Stowers News

How the historically misunderstood amyloid helps to store memories

Mar 13 2020

KANSAS CITY, MOFor the first time, scientists from the Stowers Institute for Medical Research and collaborators have described the structure of an endogenously sourced, functioning neuronal amyloid at atomic resolution. The amyloid is composed of self-aggregated Orb2, the fruit fly version of the mRNA-binding cytoplasmic polyadenylation element-binding (CPEB) protein, which has been linked to long-term memory storage.

Charles German named co-general counsel of the Stowers Institute for Medical Research

Mar 12 2020

KANSAS CITY, MORichard Brown, chair, president, and chief executive officer of Stowers Resource Management, announced today that Charles German has joined the Stowers Group of Companies as co-general counsel. German and current Co-General Counsel David Welte will work closely together on a successful transition during the remainder of the year.

Hybrid microscopes increase versatility and enhance collaboration for researchers at Stowers

Mar 3 2020

Two innovative microscopes offering versatility and a streamlined user experience were installed at the Stowers Institute recently. Currently located in the Yu Lab and the Tissue Culture Lab, these microscopes are hybrids, able to easily switch from an upright configuration, typically used for viewing glass slides, to an inverted configuration for viewing specimen dishes.

Zeroing in on how a tumor suppressor protein is cast away

Oct 23 2019

KANSAS CITY, MOResearchers from the Stowers Institute for Medical Research have uncovered new details about several proteins implicated in tumor growth and metastasis, opening a potential avenue for the development of treatments for diseases such as breast cancer.

X marks the spot: recombination in structurally distinct chromosomes

Oct 16 2019

KANSAS CITY, MOTwo years ago, scientists from the Stowers Institute for Medical Research reported the 3D structure of the synaptonemal complex in the fruit fly Drosophila melanogaster. This large protein complex is a critical player in the segregation of chromosomes during meiosis, a process of cell division that gives rise to reproductive cells. The synaptonemal complex functions in humans and sexually reproducing animals toward achieving normal, healthy pregnancies.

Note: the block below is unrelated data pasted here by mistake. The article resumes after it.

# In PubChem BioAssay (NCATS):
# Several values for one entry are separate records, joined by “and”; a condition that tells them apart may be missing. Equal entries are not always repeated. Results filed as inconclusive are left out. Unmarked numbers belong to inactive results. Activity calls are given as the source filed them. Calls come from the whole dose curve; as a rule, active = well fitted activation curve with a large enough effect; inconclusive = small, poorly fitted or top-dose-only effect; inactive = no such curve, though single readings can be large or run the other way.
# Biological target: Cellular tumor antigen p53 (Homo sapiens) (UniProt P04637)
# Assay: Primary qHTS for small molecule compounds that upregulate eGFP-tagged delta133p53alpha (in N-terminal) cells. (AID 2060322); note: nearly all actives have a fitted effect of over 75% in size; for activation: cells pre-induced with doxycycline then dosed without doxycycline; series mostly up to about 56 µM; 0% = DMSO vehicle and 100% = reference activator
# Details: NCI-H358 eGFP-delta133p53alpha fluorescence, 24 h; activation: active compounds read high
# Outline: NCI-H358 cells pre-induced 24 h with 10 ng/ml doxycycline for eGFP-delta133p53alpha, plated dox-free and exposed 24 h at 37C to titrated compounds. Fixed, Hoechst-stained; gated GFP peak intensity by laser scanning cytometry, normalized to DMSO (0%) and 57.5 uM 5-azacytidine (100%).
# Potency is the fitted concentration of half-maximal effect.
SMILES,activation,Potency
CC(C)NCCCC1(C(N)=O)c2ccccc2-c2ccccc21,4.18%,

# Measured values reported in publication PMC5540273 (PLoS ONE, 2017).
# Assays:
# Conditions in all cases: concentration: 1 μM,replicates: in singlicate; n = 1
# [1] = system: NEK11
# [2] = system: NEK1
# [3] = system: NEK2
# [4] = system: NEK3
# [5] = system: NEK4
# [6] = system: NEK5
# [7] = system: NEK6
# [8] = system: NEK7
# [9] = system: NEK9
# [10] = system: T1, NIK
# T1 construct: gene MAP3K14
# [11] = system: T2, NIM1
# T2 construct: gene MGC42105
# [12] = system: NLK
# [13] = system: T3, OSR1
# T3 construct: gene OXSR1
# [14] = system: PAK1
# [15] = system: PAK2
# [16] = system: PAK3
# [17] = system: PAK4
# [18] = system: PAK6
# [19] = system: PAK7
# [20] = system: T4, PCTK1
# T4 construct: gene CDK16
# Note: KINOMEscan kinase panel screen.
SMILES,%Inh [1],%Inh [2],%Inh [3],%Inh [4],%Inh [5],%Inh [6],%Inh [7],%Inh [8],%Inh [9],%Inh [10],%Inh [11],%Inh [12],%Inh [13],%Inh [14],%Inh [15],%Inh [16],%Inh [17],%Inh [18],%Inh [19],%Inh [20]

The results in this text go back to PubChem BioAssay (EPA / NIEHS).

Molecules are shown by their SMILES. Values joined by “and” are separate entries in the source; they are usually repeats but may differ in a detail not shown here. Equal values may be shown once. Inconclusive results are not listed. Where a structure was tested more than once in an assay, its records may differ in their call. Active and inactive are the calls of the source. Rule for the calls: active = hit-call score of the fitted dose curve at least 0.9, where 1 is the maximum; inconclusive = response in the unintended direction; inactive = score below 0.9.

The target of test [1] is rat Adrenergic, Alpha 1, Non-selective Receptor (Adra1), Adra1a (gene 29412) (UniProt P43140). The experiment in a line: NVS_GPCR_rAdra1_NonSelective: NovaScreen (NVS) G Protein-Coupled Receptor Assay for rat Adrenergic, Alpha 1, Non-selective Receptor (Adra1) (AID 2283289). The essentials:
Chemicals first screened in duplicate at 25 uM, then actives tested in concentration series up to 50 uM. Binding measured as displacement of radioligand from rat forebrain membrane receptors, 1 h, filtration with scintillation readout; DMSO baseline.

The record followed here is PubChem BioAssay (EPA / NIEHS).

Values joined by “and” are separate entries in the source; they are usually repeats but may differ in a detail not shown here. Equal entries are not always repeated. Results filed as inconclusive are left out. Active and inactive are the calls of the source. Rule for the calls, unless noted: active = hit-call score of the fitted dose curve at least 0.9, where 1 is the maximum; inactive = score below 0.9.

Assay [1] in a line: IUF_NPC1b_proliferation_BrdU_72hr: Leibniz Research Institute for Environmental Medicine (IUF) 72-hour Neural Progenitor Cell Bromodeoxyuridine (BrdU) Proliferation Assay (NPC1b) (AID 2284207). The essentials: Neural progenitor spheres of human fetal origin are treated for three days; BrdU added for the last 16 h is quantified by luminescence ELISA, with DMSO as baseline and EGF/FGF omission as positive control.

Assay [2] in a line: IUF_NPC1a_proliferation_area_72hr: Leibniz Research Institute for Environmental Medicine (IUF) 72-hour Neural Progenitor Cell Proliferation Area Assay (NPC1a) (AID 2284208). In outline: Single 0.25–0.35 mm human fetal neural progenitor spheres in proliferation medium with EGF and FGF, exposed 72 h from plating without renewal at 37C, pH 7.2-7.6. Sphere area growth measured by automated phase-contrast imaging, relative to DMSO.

Size matters: how cells pack in epithelial tissues

Sep 5 2019

KANSAS CITY, MOSmall-cell clones in proliferating epithelia – tissues that line all body surfaces – organize very differently than their normal-sized counterparts, according to a recent study from the Stowers Institute for Medical Research.

EMBO Laboratory Leadership training offered at the Stowers Institute

Aug 19 2019

KANSAS CITY, MOThis October, the Stowers Institute for Medical Research will host a session of the EMBO Laboratory Leadership for Group Leaders Course at its campus in Kansas City, Missouri. Through an agreement with the European Molecular Biology Organization’s non-profit training provider, EMBO Solutions GmbH, the Stowers Institute will serve as a training site for qualified scientists from any eligible institution.

Looking to small worms for big answers

Aug 16 2019

KANSAS CITY, MOAnimals come in all shapes and sizes, as do their tissues and organs. Studying tiny flatworms has helped researchers at the Stowers Institute for Medical Research uncover some of the biological mechanisms that underlie the size, patterning, and function of tissues and organisms.

New osteoporosis advance rooted in Stowers research

Jul 8 2019

KANSAS CITY, MOPioneering research from the laboratory of Stowers Investigator Robb Krumlauf, PhD, helped lay the groundwork for a new approach to treating osteoporosis — an often-debilitating disease that affects millions of people worldwide.

Super-resolution microscopy illuminates associations between chromosomes

Jul 3 2019

KANSAS CITY, MOThanks to super-resolution microscopy, scientists have now been able to unambiguously identify physical associations between human chromosomes. The findings have brought to light a new understanding to a curious observation first made more than 50 years ago.


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